Jan 022011
 

[Translate] New Year’s Eve, Mr BT and I celebrated our anniversary and 2011 with a gourmet romantic dinner. Our anniversary was actually the day before, but I had more time to prepare a lovely meal on Friday, so we had an anniversary/Shabbat/2011 special meal. Last week, I found two beautiful goose breast fillets and some very large bright yellow quinces. I thought these would be two perfect ingredients for a romantic anniversary dinner. I made goose breast with a quince and red currant sauce, roasted butternut squash, Jerusalem artichokes and potato, and steamed broccoli. For dessert, I made a luscious quince tarte tatin. All washed down with the perfect anniversary wine: Saslove Winery’s Marriage 2009 Click here to continue reading this post

Sep 122010
 

[Translate] We had a lovely long holiday weekend  which ended with celebrating my birthday. For Shabbat, I made a lovely, fragrant meal of slow cooked goose legs with shallots and clementines, which have just started showing up in the market. This dish is rich and fork-tender. I served it with a herb roesti that Mr BT made and steamed Brussels sprouts. A perfect dish for a sweet new year. PrintGoose with Shallots and Clementines 4 goose legs 200g shallots , peeled 6 whole cloves garlic, peeled 1 tablespoon ras el hanout 400ml (1/2 quart) vegetable stock 1 tablespoon clear honey Juice 1 lemon or lime 4 small, firm clementines , peeled 2 tbsp toasted sesame Click here to continue reading this post

Jan 122010
 

[Translate] Israeli Hamin, North African Shahina and Dafina, Iraqi Tabit, Yemenite Taris, Hungarian Solet, Kurdish Matfunia, Ladino Haminado, German Shalet and Eastern European Cholent or Chulent are all words for a Shabbat slow-cooked meal that has been made since at least the 12th century and possibly as far back as ancient Egypt in many households except my own. Whatever you choose to call it, hamin originates from the ban on lighting a fire or cooking during Shabbat, since these are considered to be forbidden forms of work. However, it’s permitted to start something cooking before Shabbat starts, so provided the heat is kept low enough, it’s possible to start cooking the hamin on Friday afternoon Click here to continue reading this post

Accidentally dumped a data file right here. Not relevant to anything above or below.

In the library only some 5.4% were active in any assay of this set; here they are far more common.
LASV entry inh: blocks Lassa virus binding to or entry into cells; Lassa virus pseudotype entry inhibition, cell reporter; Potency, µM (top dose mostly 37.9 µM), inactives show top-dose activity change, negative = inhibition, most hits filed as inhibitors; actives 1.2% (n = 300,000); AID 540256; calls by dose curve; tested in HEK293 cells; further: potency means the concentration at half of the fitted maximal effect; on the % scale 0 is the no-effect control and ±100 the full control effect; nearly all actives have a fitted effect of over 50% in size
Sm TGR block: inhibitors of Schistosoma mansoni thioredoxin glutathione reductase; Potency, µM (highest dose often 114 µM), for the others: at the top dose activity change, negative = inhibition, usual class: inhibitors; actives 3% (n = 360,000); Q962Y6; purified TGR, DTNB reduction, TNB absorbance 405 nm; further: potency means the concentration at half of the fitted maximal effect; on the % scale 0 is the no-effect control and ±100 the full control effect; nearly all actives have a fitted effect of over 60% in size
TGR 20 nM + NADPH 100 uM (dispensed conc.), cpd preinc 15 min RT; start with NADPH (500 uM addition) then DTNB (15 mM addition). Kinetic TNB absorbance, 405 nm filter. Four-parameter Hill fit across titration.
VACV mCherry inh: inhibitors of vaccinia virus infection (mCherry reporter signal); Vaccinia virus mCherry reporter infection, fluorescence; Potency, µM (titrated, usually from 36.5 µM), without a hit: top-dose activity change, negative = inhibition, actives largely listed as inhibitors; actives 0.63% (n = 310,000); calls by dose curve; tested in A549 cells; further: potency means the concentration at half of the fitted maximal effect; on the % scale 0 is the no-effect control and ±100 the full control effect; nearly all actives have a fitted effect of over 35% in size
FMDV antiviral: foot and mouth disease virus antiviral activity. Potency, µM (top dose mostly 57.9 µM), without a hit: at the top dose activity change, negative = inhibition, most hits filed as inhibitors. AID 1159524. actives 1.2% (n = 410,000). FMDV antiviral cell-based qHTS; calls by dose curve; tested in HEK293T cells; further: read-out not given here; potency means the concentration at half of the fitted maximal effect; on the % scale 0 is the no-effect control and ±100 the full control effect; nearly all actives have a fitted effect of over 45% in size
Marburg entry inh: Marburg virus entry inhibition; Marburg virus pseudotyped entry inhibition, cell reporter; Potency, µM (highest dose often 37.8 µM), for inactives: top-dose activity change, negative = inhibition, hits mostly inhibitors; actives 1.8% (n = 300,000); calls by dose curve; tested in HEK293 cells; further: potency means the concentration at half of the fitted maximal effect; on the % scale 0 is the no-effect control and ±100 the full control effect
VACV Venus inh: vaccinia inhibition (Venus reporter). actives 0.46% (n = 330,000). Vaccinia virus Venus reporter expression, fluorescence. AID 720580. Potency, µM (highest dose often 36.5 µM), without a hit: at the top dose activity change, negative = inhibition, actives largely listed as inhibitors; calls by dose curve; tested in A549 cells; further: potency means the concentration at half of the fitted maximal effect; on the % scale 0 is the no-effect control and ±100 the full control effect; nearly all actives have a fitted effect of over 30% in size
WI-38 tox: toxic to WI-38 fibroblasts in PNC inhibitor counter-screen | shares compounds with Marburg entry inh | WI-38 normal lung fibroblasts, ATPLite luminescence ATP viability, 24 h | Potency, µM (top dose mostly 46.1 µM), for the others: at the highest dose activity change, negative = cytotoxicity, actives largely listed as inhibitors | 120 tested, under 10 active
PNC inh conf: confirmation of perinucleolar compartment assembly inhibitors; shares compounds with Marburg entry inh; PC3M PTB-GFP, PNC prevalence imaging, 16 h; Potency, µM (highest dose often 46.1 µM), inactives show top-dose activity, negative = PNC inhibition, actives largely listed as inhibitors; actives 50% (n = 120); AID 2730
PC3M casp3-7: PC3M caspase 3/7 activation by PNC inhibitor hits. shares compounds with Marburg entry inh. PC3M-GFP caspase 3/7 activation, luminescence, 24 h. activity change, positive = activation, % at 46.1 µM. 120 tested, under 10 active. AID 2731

Sep 272009
 

[Translate] It is finally quince season here in Israel and I love to make savory autumn meals with this tasty fruit. The supermarket had a special on goose right before Rosh Hashana, so I decided to buy several packs of goose ribs from Hungary. At least that is what they are called on the package in Hebrew. Goose ribs, you say with a laugh….well, actually they are goose drumsticks that have been trimmed to look like lamb ossobuco. So, I decided to make goose “ossobuco” with quince for Shabbat dinner. I wanted to serve it over polenta, but it is not cold enough to have that hearty a meal. I served it over couscous and Click here to continue reading this post

Oct 202008
 

[Translate] Saturday evening I invited a colleague from Germany and another friend to join us in our Sukkah for a festive meal. Several weeks ago I saw a special at the supermarket on kosher goose legs imported from Hungary and decided to wait for a special occasion to cook them. I had never cooked goose before, so I asked on Daniel Rogov’s site if any one had a recipe. Daniel provided a recipe for goose with orange sauce and another one for goose with raspberry sauce. I happened to see frozen black currants at the supermarket and decided to make Sauce Cassis. It was a perfect complement to the goose. If you don’t keep kosher, Click here to continue reading this post

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